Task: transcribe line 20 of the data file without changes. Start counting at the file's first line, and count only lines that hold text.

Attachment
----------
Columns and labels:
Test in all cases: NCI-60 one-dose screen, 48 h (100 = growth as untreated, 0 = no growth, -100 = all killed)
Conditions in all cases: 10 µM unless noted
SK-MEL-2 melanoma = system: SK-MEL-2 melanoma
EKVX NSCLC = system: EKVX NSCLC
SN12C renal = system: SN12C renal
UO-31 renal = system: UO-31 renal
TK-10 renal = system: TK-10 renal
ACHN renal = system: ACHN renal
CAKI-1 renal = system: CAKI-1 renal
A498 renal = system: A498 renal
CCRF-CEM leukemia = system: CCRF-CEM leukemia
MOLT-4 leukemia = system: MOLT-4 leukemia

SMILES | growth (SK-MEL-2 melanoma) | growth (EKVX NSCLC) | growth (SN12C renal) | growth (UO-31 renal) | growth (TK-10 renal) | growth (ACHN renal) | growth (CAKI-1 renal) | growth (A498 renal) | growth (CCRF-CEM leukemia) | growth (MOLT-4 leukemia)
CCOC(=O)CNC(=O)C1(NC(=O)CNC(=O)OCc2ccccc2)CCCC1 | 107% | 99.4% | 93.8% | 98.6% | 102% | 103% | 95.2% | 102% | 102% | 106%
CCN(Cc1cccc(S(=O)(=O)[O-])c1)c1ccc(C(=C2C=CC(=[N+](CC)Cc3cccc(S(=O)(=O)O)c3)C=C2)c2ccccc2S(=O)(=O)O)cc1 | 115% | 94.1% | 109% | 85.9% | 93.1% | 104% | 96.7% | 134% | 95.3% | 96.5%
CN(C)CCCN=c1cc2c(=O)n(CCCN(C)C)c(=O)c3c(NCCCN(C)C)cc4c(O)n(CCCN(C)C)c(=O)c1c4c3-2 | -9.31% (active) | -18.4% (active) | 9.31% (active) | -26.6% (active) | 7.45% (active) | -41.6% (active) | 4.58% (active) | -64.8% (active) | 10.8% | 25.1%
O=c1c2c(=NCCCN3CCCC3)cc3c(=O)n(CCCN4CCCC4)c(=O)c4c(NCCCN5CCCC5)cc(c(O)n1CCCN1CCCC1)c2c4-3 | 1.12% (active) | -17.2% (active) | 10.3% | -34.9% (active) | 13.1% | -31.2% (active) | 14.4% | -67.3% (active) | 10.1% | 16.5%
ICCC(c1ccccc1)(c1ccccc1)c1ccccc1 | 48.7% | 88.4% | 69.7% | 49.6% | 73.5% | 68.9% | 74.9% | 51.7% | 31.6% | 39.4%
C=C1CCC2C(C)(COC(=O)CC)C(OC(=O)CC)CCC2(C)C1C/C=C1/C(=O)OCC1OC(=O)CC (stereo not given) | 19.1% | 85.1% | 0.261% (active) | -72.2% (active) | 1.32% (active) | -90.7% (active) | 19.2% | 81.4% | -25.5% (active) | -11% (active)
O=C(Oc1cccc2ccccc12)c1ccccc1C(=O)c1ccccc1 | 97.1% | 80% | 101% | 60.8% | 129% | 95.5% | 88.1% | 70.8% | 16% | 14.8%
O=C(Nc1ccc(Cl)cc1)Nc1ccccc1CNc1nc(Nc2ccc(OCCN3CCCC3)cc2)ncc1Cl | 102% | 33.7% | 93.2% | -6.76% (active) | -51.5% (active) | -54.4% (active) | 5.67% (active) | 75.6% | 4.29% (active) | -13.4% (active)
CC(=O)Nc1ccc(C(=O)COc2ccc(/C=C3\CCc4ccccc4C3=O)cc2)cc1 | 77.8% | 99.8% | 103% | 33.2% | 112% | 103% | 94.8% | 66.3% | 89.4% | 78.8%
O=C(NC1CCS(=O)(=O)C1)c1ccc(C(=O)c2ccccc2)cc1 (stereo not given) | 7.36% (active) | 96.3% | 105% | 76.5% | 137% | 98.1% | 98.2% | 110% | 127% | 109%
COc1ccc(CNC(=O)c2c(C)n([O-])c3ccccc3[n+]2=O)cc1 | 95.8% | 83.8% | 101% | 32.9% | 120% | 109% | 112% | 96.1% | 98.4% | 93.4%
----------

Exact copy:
C=C1CCC2C(C)(COC(=O)CC)C(OC(=O)CC)CCC2(C)C1C/C=C1/C(=O)OCC1OC(=O)CC (stereo not given) | 19.1% | 85.1% | 0.261% (active) | -72.2% (active) | 1.32% (active) | -90.7% (active) | 19.2% | 81.4% | -25.5% (active) | -11% (active)